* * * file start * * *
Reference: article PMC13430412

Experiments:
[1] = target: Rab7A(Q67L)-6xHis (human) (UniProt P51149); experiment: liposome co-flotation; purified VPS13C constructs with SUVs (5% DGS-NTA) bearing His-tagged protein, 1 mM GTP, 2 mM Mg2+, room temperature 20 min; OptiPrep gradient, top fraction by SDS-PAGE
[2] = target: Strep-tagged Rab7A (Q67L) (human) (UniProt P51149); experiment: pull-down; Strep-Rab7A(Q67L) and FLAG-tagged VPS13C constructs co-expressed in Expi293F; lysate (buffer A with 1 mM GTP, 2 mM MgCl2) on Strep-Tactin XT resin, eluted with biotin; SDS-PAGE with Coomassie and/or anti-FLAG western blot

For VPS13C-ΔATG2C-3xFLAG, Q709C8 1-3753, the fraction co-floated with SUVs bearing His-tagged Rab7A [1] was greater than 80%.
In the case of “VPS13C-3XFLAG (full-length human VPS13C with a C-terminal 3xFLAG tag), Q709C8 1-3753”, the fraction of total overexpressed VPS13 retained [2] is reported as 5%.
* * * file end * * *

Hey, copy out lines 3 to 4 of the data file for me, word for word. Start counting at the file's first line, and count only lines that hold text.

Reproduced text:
[1] = target: Rab7A(Q67L)-6xHis (human) (UniProt P51149); experiment: liposome co-flotation; purified VPS13C constructs with SUVs (5% DGS-NTA) bearing His-tagged protein, 1 mM GTP, 2 mM Mg2+, room temperature 20 min; OptiPrep gradient, top fraction by SDS-PAGE
[2] = target: Strep-tagged Rab7A (Q67L) (human) (UniProt P51149); experiment: pull-down; Strep-Rab7A(Q67L) and FLAG-tagged VPS13C constructs co-expressed in Expi293F; lysate (buffer A with 1 mM GTP, 2 mM MgCl2) on Strep-Tactin XT resin, eluted with biotin; SDS-PAGE with Coomassie and/or anti-FLAG western blot